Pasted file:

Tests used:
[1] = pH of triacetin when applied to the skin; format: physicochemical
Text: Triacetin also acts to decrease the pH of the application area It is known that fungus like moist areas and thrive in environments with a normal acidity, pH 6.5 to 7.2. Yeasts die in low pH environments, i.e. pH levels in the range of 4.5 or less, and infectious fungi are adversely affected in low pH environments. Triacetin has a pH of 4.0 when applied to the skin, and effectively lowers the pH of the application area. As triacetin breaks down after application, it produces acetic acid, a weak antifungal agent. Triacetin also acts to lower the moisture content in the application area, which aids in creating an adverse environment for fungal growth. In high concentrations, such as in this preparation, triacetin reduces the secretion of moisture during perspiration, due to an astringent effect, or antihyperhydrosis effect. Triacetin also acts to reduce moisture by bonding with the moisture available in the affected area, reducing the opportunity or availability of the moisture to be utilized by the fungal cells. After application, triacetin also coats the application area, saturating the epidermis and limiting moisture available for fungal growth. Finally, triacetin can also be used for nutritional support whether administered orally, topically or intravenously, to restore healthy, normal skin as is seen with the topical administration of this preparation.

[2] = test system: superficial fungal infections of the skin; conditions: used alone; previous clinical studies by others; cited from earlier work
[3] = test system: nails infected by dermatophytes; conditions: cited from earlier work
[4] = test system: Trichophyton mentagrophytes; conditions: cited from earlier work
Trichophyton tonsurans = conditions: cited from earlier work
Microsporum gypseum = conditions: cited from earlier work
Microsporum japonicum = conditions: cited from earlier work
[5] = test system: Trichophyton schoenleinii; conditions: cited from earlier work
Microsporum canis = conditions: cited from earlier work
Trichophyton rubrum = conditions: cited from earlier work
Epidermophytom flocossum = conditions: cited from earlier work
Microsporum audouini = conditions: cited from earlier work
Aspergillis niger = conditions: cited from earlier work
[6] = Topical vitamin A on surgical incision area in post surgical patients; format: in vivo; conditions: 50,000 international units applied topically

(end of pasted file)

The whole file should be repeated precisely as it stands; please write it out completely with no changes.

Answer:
Tests used:
[1] = pH of triacetin when applied to the skin; format: physicochemical
Text: Triacetin also acts to decrease the pH of the application area It is known that fungus like moist areas and thrive in environments with a normal acidity, pH 6.5 to 7.2. Yeasts die in low pH environments, i.e. pH levels in the range of 4.5 or less, and infectious fungi are adversely affected in low pH environments. Triacetin has a pH of 4.0 when applied to the skin, and effectively lowers the pH of the application area. As triacetin breaks down after application, it produces acetic acid, a weak antifungal agent. Triacetin also acts to lower the moisture content in the application area, which aids in creating an adverse environment for fungal growth. In high concentrations, such as in this preparation, triacetin reduces the secretion of moisture during perspiration, due to an astringent effect, or antihyperhydrosis effect. Triacetin also acts to reduce moisture by bonding with the moisture available in the affected area, reducing the opportunity or availability of the moisture to be utilized by the fungal cells. After application, triacetin also coats the application area, saturating the epidermis and limiting moisture available for fungal growth. Finally, triacetin can also be used for nutritional support whether administered orally, topically or intravenously, to restore healthy, normal skin as is seen with the topical administration of this preparation.

[2] = test system: superficial fungal infections of the skin; conditions: used alone; previous clinical studies by others; cited from earlier work
[3] = test system: nails infected by dermatophytes; conditions: cited from earlier work
[4] = test system: Trichophyton mentagrophytes; conditions: cited from earlier work
Trichophyton tonsurans = conditions: cited from earlier work
Microsporum gypseum = conditions: cited from earlier work
Microsporum japonicum = conditions: cited from earlier work
[5] = test system: Trichophyton schoenleinii; conditions: cited from earlier work
Microsporum canis = conditions: cited from earlier work
Trichophyton rubrum = conditions: cited from earlier work
Epidermophytom flocossum = conditions: cited from earlier work
Microsporum audouini = conditions: cited from earlier work
Aspergillis niger = conditions: cited from earlier work
[6] = Topical vitamin A on surgical incision area in post surgical patients; format: in vivo; conditions: 50,000 international units applied topically